Breast cancer drug trials have, until now, exclusively targeted patients with advanced stages of disease for whom approved chemotherapy is no longer effective or an option. But in a new document drafted by the US Food and Drug Administration (FDA) this week, the agency set guidelines for drug companies to test their new chemotherapy drugs on women with early-stage, yet aggressive breast cancers. Specifically, patients with highly aggressive triple-negative breast cancers still in the early stages will be eligible—bypassing years of rigorous testing on patients with late-stage, metastatic cancers.
"We're looking at introducing drugs into a very early stage of breast cancer, where a patient has a primary tumor and the chemotherapy is given before surgery," Richard Pazdur, director of the FDA's cancer drug office, said at the American Society of Clinical Oncology meeting in Chicago.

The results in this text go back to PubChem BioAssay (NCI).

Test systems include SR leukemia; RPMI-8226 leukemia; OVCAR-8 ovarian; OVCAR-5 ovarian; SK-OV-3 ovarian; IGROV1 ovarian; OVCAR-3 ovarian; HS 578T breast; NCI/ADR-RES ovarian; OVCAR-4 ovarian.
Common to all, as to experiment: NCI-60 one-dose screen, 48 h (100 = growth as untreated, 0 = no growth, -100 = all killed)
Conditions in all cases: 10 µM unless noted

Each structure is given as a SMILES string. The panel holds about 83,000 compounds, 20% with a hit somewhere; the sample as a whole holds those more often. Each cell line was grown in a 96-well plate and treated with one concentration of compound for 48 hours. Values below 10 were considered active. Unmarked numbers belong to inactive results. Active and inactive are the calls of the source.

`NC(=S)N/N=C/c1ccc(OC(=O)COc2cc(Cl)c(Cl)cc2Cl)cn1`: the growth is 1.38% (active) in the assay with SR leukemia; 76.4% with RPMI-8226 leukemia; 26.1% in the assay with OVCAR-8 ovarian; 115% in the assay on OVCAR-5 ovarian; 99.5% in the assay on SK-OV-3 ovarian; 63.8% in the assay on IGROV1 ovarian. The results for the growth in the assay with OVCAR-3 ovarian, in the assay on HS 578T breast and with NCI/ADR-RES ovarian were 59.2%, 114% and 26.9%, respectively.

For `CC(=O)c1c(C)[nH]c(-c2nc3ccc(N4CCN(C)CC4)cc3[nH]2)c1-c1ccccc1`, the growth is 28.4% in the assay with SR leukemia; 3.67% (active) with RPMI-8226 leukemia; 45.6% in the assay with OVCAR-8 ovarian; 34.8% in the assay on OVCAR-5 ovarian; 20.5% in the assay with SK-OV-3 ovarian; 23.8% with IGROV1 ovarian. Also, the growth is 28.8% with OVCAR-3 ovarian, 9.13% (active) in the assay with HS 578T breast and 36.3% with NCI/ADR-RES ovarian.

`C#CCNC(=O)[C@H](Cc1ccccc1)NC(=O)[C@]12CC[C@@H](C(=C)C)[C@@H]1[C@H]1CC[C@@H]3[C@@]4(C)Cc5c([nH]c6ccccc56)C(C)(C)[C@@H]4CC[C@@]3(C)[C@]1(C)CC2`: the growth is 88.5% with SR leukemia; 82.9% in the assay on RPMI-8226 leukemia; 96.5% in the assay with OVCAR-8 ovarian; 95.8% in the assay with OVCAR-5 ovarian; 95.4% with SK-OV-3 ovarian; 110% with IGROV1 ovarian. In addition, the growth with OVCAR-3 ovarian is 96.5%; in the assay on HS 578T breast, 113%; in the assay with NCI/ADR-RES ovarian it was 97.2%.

If treatment with the experimental drugs result in a pathologic complete response—meaning there is no detectable evidence of the cancer in the breast and lymph nodes—then the drugs could get FDA approval through an expedited process, The Chicago Tribune reported.
“There remains a significant unmet medical need for certain high-risk or poor prognosis populations of early-stage breast cancer patients,” the FDA stated in a summary of the document. “This guidance is intended to encourage industry innovation and expedite the development of breakthrough therapies to treat high-risk early-stage breast cancer.”